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In Latin cursive, we differentiate lowercase a a from lowercase O with the stroke in the middle of O. However, this stroke does not exist in Russian cursive. I see that the right border of A is slanted and because of it the letter does not form a perfect circle as O, but that seems a very small detail which can be easily lost in writing. Is there any other difference between both? Is the starting point for the next letter higher in O than A?

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    we differentiate lowercase a a from lowercase O with the stroke in the middle of O - probably it's dominating in your place but it's not the only "correct" way, e.g. see en.wikipedia.org/wiki/Cursive. So it's more a matter of habits - as soon as you get to use to another variant there's absolutely no problem in distiguishng o/a... Sep 11 '19 at 14:06
  • Okay. I am unable to differentiate between O and A if there is no stroke in the middle. I can still understand the meaning of a word with an unknown A/O by associating it with the closest word I already know (in case I am already familiar with the language vocabulary), but otherwise no. Anyway, the main question is how Russian native speakers differentiate between the letters A/O in a word they have never seen. Sep 11 '19 at 15:43
  • In Russian cursive the 'a' has a very prominent vertical stroke: Aa. The 'o' doesn't have it: Oo. Personally, I never confuse them unless handwriting is very sloppy and o's are merging with following letters.
    – Alexander
    Sep 11 '19 at 20:21
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    @Alan Evangelista correct, the top tip of the stroke in the 'a' is most telling. All but the most sloppy handwriting features that top tip. Regarding connections, some people do make bottom connection after 'o', so it is a less reliable sign.
    – Alexander
    Sep 11 '19 at 20:57
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    @Alexander Looking at some cursive Russian writing videos, indeed it seems that most people don't draw that vertical stroke beyond the top of "a"' . Examples: youtu.be/eQr6prrgQWc and youtu.be/lx1_P8eHWIE Sep 12 '19 at 18:41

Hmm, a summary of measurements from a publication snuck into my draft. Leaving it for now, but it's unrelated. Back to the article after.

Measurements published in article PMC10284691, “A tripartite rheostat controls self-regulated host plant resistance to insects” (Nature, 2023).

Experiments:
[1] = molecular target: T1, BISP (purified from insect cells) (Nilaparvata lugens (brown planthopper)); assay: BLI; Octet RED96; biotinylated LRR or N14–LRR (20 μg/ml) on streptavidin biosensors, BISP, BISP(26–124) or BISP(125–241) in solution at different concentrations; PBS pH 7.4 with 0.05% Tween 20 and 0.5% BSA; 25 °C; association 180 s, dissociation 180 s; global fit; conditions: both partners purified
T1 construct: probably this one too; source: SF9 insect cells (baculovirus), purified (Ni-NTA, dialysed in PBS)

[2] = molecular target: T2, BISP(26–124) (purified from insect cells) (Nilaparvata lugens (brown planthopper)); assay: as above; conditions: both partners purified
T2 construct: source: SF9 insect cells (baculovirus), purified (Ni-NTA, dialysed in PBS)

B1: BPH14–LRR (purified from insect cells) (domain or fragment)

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So here's "classic" handwriting cursive: enter image description here You'll find more at the google pictures search for "handwriting cursive" (I'd just want to stress this is not something specific to the Russian cursive).

Is the starting point for the next letter higher in O than A?

Yes, notice the extra a stroke on the right also determines how it connects to the next symbol (top for o and bottom for a). Usually that's enough. There's no other hidden details and/or tricks. And the rest just is a matter of habits/training. So in general, the only (real and honest) answer to a question like:

how ... native speakers differentiate between the letters ...

would be something like:

They just do.

Thus I'm afraid the only suggestion for you in this case is: keep training to read/write such script.

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  • See also related russian.stackexchange.com/questions/19764. Sep 11 '19 at 17:31
  • Thanks for the answer. From it, I infer that the real answer for the "how native speakers differentiate between the letters A/O" is their finishing points at different heights and a priori knowledge of most words in a text (it is scientifically proven that the brain does not need to identify every letter in an already known word to recognize it). Sep 11 '19 at 20:31
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I think the difference between а and о is that former has a downward stroke o\ while latter has upward-ish stroke o/ after circle.

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  • I think that it'd be more accurate to say that O has a higher finishing point than A? Whether the stroke which connects A/O goes downward or upwards depends on the next letter (eg a lowercase cursive д after a lowercase cursive "о" requires a downward connector stroke because it starts in a low position, but a lowercase cursive и after a lowercase cursive "o" does not require this downward connector stroke because it already starts in a high position). Sep 11 '19 at 23:56
  • A lot of handwritings have low finishing point for o
    – alamar
    Sep 12 '19 at 12:35
  • So I think that (1) this "upward-ish" stroke in the "o letter you mention is only used when the writer does not finish the "o" in a high point? I also think that (2) this upward-ish stroke in "o" is a straight line, differently from the hook downward-ish stroke in "a". It'd be nice to add those two remarks to your answer. Last question: how would someone do this upward stroke from "o" to a lowercase cursive м (which starts at the bottom). Wouldn't it be confused with a и (which starts high) ? Sep 12 '19 at 14:56
  • In this case, you don't, because ом will be visible different from ам since latter will have one more stroke. Stroke count is important because each cursive letter is formed from a predictable number of strokes (of different lengths relative to each other). When several similar letters go together, they may be trouble.
    – alamar
    Sep 12 '19 at 15:50

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